As he overtakes the parked Indica, he gets the clearest view yet of Jamal, who is calm but whose gaze is fixed on something ahead. Moments later, Mukundan sees what Jamal sees.

A striking young woman in a light-brown salwar-kurta crosses the road. She is crying in a tense, angry sort of way.

She is marching across the street with a small plastic bag that is stuffed with things. She does not have a handbag, which is odd. Almost every woman can afford a handbag these days. She is too preoccupied with her immediate trauma to look where she is going and she bangs into a cyclist. The cyclist, an old man, shouts at her but she keeps walking. After crossing the road she turns left, towards Mukundan’s car. She seems to know where she is going. She walks past his car, towards the Indica, which is about twenty metres behind him. In the rear-view he sees the front passenger door of the Indica open. The young woman gets in and shuts the door, but the Indica does not move. They are talking. It has to be about the reason why she is crying, what else can they be talking about? After about a minute, Mukundan is still not too far ahead of Jamal on the slow road. He is certain that the girl would leave the idle car soon. But then the Indica moves and merges with the traffic.

Mukundan does not have to try too hard to let Jamal overtake him. As the Indica passes him, he gets another glimpse of the young woman. She is not crying anymore. She is a pretty girl with a very red nose. Would she like his poems?

She must get away from that car. She has to just open the door and walk away. That is all she needs to do. He hopes she has nothing to do with terror. He wonders why he hopes that.

In a few minutes, Jamal and the girl are on the highway, racing towards Ahmedabad, into a trap where some deadly cops wait for a blue Indica with the registration number MH02-DJ-687.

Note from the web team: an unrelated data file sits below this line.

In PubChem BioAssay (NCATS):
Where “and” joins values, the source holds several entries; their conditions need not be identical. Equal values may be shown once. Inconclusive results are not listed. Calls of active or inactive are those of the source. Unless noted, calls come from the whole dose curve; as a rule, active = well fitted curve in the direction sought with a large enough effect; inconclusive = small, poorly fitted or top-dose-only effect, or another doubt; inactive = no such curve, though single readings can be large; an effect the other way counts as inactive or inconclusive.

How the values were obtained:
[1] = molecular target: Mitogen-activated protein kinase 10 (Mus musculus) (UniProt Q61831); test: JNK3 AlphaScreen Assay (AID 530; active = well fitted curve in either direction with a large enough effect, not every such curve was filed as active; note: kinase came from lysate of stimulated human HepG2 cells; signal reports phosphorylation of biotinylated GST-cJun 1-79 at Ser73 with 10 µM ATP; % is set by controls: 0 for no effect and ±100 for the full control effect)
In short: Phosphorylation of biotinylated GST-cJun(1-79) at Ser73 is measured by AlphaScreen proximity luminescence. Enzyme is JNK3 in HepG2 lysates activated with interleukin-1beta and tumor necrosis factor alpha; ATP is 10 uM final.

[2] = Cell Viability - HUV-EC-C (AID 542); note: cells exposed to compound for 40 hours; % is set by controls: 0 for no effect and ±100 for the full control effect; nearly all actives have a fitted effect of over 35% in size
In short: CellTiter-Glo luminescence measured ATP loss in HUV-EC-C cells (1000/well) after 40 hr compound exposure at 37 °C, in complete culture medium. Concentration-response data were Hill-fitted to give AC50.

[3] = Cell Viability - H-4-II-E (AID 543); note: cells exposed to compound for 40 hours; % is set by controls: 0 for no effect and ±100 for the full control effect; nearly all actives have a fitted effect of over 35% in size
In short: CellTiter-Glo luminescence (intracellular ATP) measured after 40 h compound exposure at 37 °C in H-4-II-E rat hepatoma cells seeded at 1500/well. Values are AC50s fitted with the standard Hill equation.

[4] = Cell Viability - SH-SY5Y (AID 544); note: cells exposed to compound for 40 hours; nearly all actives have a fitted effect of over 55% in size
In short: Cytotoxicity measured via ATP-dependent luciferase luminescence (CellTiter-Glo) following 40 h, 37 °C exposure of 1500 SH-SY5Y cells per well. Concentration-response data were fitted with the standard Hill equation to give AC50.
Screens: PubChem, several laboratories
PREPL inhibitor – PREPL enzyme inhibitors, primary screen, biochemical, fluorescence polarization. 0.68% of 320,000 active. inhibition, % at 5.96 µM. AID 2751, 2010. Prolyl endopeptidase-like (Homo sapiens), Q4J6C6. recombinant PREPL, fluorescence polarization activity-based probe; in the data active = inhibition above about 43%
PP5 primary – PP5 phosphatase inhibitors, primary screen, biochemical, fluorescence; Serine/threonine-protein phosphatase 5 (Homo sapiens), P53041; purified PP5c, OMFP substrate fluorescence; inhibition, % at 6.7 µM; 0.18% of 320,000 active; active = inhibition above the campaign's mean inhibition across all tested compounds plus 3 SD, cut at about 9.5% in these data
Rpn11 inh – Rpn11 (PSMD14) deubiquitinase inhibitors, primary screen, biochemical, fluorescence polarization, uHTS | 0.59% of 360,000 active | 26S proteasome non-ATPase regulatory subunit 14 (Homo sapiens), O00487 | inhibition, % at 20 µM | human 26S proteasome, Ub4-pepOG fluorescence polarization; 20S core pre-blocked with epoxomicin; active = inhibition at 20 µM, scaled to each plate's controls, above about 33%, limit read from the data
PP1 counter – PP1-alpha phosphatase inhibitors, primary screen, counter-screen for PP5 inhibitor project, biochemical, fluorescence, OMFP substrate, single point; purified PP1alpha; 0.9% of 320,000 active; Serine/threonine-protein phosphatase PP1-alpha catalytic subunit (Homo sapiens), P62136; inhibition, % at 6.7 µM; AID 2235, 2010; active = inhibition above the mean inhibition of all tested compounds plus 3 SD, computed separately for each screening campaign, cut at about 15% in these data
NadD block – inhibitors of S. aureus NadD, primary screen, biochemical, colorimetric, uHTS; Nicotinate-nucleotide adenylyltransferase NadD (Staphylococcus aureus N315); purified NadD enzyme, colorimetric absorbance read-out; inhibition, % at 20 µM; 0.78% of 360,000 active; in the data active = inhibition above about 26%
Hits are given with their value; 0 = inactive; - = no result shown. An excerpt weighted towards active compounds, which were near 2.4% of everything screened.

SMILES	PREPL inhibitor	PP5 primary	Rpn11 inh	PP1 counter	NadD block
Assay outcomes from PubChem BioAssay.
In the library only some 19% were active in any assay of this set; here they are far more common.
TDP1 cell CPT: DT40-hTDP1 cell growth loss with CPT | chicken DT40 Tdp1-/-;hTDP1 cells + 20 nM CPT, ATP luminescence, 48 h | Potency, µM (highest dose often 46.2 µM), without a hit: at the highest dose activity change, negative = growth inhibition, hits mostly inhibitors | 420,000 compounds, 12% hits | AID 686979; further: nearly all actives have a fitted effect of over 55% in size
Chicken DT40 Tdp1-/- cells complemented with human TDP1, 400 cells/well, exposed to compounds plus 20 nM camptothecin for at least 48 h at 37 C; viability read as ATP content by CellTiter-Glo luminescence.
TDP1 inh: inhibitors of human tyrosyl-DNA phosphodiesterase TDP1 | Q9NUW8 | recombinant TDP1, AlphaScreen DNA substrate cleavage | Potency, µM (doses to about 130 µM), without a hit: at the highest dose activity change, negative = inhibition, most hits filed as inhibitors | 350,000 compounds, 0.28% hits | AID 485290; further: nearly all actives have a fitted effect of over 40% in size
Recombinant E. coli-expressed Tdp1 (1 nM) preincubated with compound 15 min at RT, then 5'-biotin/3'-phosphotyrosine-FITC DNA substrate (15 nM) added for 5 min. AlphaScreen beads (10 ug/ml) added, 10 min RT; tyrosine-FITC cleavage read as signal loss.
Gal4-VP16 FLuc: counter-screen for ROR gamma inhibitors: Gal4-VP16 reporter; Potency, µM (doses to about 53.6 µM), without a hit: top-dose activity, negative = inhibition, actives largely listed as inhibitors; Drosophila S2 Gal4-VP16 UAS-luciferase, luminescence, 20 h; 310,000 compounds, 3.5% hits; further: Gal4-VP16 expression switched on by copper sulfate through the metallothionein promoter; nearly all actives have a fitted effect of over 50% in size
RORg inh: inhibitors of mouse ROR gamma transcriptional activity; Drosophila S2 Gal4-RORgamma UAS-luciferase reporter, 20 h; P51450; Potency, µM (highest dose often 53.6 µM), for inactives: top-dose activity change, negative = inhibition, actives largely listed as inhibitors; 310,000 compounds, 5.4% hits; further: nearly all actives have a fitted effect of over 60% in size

What must have lured her into the car? What hope, what lies?

He waits for an hour to see if the girl would get dropped off somewhere on the highway. That does not happen. He has no choice but to make the call.



‘Jamal is on the highway.’


‘He is in the blue Indica.’



‘What’s the matter?’

‘Sir, there is a girl with him. There is a girl in the car.’

Boss is so taken aback he lets out a sound that is certainly not a word.

‘What do you mean there is a girl with him?’

‘He picked up a young woman, sir, and she is in the car with him. It appears that she is an acquaintance, very close maybe. She is family or lover or an employee or something like that.’

Boss is silent, which is not unusual. But the man is silent for too long. Then he begins to bark at someone. Boss’s reaction suggests that he has no clue about the girl, she was not on the radar.

She probably has no idea what she has got into. She is Jamal’s armour, that is what she is. Jamal imagines that the system would not take a man who is with a young woman in a little blue hatchback seriously.

What does he think, the State fights terror by standing on the roadside and looking for solitary men in SUVs?


‘I am here.’

‘Sir, what do we do about the girl?’

‘This is going to be messy.’

Excerpted with permission from Miss Laila, Armed and Dangerous by Manu Joseph, published by HarperCollins India.


    The alleged comedians of All India Bakchod have tried to explain ‘net neutrality’, and it is charming that they have done so without expressing a desire to fornicate with someone’s mother, or whatever it is that they say in the name of humour